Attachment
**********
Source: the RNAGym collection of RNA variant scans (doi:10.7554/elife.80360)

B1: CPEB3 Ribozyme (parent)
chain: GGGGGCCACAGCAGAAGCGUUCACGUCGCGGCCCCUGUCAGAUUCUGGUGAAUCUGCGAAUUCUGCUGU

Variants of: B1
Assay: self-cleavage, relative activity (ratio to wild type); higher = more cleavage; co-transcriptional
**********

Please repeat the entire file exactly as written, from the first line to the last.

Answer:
Source: the RNAGym collection of RNA variant scans (doi:10.7554/elife.80360)

B1: CPEB3 Ribozyme (parent)
chain: GGGGGCCACAGCAGAAGCGUUCACGUCGCGGCCCCUGUCAGAUUCUGGUGAAUCUGCGAAUUCUGCUGU

Variants of: B1
Assay: self-cleavage, relative activity (ratio to wild type); higher = more cleavage; co-transcriptional